Iran's President Believes Chavez Will Rise From the Dead, Like Jesus

"I have no doubt that [Chavez] will return alongside Jesus Christ ... to establish peace and justice in the world," Ahmadinejad said.

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A Cuban soldier salutes during a tribute in honor of the late President Hugo Chavez at Cuban independence hero Jose Marti's memorial in Havana on March 7, 2013. (Desmond Boylan/Reuters)

The death of Venezuelan leader Hugo Chavez has prompted eulogies from around the world, but few of the messages have been as eccentric as the second-coming predicted by Iran's president.

And as if returning to Earth alone was not enough, President Mahmud Ahmadinejad says Chavez will do so alongside some esteemed company.

"I have no doubt that he [Chavez] will return alongside Jesus Christ and the Mahdi [the Hidden Imam] to establish peace and justice in the world," Ahmadinejad wrote in an emotional condolence message posted on his personal website. The Mahdi is a revered figure among Shi'ite Muslims, many of whom believe he will return to save humanity.

Ahmadinejad, who had forged a close public friendship with Chavez, hailed his close ally for "serving the people of Venezuela and defending human and revolutionary values."

Iran has declared a national day of mourning in honor of Chavez's death, and Iranian media has said it was a "possibility" that Ahmadinejad would attend the funeral scheduled for March 8.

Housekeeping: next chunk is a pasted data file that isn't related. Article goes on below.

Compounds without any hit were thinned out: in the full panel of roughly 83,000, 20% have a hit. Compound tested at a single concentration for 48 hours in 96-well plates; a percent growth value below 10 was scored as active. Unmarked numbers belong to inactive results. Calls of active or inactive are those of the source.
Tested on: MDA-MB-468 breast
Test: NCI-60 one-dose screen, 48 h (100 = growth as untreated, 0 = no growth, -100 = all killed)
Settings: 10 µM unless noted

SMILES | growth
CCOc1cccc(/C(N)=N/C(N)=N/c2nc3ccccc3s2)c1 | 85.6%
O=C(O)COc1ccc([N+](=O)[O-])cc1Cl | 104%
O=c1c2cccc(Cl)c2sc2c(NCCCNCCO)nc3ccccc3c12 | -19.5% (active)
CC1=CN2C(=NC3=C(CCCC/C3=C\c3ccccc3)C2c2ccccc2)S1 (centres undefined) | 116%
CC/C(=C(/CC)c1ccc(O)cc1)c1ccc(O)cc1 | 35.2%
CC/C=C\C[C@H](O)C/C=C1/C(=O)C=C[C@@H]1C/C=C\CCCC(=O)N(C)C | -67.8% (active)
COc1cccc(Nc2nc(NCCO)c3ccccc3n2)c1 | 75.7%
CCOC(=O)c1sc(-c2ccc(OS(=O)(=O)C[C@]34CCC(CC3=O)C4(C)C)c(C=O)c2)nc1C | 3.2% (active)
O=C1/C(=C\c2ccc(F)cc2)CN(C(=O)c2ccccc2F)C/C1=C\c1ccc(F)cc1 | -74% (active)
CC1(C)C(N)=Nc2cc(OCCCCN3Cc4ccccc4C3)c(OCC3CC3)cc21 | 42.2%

'Martyr'

Ahmadinejad also supported allegations made by Venezuelan Vice President Nicolas Maduro, who said shortly before Chavez's death that he had "no doubt" the country's enemies had somehow given the leftist leader the cancer from which he eventually died.

In his condolence message, Ahmadinejad said Chavez was a "martyr" who fell to a "suspect illness."

Chavez, who led Venezuela for 14 years, was a controversial figure both in his homeland and on the international stage. He was seen as a hero by some for his socialist programs designed to help the poor, his strong criticism of the United States, and gifts of cheap oil.

In Iran, the 58-year-old Chavez enjoyed immense popularity. Ahmadinejad admired Chavez's outspoken defiance of the United States, and shared his role as a voice of dissent on the international stage. His relationship with the Venezuelan leader was characterized by warm embraces, light-hearted jokes, and lavish praise. On several occasions Ahmadinejad referred to Chavez as his brother.

Tehran and Caracas signed billions of dollars in trade and investment agreements over the past several years. Chavez made 13 visits to Iran as president, while Ahmadinejad has made six visits to Venezuela since 2005.

"Hugo Chavez is a name known to all nations. His name is a reminder of cleanliness and kindness, bravery...dedication, and tireless efforts to serve the people, especially the poor and those scarred by colonialism and imperialism," Ahmadinejad wrote on his website.


This post appears courtesy of Radio Free Europe/Radio Liberty.
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